1/  Peace On Earth                             (J. Coltrane)                 9.03
  2/  Living Space                               (J. Coltrane)                 10.40
  3/  Joy                                        (J. Coltrane)                 8.01
  4/  Leo                                        (J. Coltrane)                 10.08

          Original tracks on 1,3 and 4 were recorded at Coast Recorders, San
            Francisco, California, 1965 and 1966
          Original tracks on 2 recorded at Van Gelder Recording, Englewood Cliffs,
            New Jersey, 1965
          Overdubs recorded at The Village Recorder, Los Angeles, California 1972
          Mixed at The Village Recorder
          Engineer at The Village Recorder : Baker Bigsby, with the assistance of
            Gilmar Fortis
          Produced by Ed Michel, supervised and inspired by Alice Coltrane
John Coltrane: tenor saxophone, bass clarinet (4); Alice Coltrane: harp (1,2,3), piano (1,4), organ (1,4), vibes (1,3), tamboura (2), tympani (4); Pharoah Sanders: tenor saxophone (4), flute (4); Rashied Ali: percussion (2,4); Elvin Jones: drums (2,3); Oran Coltrane: bells (2); Ray Appleton: percussion (2,4); Jimmy Garrison: bass (2), solo bass (3); Charlie Haden: bass (1,3,4); McCoy Tyner: piano (2,3); Joan Chapman: tamboura (2); STRING SECTION - Murray Adler (concertmaster), Michael White, Gordon Marron and James Getzoff or Gerald Vinci: violins; Myra Kestenbaum and Rollice Dale: violas; Edgar Lustgarten and Jesse Ehrlich: cellos.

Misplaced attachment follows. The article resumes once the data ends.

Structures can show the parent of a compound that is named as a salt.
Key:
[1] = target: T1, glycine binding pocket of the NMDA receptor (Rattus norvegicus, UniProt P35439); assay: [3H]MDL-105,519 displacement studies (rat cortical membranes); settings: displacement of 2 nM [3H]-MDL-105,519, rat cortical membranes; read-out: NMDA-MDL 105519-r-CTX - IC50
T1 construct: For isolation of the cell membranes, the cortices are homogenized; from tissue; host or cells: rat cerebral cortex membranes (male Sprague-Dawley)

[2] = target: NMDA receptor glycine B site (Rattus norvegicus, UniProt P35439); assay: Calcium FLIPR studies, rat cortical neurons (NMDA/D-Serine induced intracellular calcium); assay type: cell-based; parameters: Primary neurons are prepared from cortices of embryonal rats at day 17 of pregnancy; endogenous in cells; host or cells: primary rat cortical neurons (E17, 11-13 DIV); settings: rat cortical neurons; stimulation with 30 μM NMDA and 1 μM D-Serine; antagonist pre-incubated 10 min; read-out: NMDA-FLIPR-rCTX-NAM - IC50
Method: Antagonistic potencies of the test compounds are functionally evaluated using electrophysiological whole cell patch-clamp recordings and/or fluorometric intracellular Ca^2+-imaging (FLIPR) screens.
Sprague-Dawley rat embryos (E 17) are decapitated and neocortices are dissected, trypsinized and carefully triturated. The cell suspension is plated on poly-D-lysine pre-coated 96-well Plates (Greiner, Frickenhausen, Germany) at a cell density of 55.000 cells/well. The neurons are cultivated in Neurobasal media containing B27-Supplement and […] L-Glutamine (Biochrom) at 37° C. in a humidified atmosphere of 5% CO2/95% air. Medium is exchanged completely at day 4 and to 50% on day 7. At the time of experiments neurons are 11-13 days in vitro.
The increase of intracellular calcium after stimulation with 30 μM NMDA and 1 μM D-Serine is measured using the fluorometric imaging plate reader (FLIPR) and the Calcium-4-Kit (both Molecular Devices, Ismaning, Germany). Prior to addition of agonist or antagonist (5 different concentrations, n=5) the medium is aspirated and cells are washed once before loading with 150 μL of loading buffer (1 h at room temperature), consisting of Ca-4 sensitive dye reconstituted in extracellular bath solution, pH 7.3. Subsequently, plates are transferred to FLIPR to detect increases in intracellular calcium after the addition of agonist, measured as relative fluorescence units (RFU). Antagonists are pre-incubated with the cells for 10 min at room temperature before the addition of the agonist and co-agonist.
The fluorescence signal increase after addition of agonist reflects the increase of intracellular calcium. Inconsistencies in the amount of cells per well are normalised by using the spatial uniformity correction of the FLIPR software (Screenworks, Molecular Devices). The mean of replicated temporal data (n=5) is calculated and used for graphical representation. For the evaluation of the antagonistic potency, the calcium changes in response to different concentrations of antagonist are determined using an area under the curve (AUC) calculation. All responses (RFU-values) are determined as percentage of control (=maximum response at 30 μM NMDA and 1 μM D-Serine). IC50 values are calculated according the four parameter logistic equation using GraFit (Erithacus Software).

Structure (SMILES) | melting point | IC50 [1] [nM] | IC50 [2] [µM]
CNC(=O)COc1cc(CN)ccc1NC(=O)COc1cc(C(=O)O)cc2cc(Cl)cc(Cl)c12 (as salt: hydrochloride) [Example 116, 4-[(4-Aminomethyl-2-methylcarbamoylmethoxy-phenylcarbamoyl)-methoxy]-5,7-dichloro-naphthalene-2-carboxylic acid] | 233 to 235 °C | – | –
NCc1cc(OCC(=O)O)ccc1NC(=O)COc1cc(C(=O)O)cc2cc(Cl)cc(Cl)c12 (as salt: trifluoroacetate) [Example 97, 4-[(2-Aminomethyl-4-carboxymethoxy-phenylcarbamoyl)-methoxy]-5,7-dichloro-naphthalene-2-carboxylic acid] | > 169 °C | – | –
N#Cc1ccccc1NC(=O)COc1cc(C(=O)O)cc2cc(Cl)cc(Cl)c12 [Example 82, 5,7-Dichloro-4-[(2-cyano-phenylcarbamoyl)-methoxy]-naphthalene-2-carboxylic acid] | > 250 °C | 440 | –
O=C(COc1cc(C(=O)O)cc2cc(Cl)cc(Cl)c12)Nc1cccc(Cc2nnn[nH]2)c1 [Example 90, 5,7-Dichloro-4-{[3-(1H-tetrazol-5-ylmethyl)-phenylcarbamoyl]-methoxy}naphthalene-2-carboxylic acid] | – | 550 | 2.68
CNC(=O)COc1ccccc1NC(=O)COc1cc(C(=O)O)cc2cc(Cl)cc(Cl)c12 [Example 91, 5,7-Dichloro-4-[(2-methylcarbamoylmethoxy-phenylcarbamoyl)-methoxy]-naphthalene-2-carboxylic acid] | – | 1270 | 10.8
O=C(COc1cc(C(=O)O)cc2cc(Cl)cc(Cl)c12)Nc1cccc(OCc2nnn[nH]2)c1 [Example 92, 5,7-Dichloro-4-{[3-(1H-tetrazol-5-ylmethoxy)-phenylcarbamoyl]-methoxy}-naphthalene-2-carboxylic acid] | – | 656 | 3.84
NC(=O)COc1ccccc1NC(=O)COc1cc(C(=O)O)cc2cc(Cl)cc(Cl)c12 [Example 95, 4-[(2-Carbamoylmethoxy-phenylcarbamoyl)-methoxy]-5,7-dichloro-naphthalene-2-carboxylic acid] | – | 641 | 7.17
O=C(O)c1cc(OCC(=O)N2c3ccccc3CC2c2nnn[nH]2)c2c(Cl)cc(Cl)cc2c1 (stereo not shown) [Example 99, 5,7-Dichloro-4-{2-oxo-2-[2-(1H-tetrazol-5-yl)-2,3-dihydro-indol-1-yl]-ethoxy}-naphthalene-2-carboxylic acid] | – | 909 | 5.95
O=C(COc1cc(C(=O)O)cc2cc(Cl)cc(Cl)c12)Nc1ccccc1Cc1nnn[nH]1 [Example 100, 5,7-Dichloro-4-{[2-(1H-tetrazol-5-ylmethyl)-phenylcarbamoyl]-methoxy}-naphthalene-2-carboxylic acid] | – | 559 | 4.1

Strings composed, arranged and conducted by Alice Coltrane

          1972 - Impulse! Records/ABC Records (USA), AS-9225  (Vinyl)
          19?? - Impulse! Records (Japan) (CD)


Recorded at several sessions in the two years prior to his death but not issued until 1972, Infinity was the subject of much controversy among Coltrane aficionados when it finally appeared. The horror on the part of Coltrane purists was directed to the posthumous string arrangements written by Alice Coltrane, his widow, which were grafted onto the performances. But however much the strings softened or unnecessarily augmented the music, it must be said that Alice Coltrane really didn't do such a bad job and the ultimate result is an unusual and oddly attractive work. The juxtaposition of the fiery, very free playing of late Coltrane against the dreamy, consonant strings is seductively appealing and one might even make the argument that, given the increasing mystical proclivities of his later years and the presence of Eastern instruments in his ensemble, he may well have approved. The pieces include some of his more powerful late compositions such as "Leo" and "Peace on Earth," and his playing (with a rare smidgen of bass clarinet) is typically inspired, if not reaching the raging heights of releases like Live in Japan. Whatever problems the Coltrane ideologue may have with his wife's embroideries, Infinity still deserves a place in his/her collection.

Brian Olewnick (courtesy of All Music Guide website)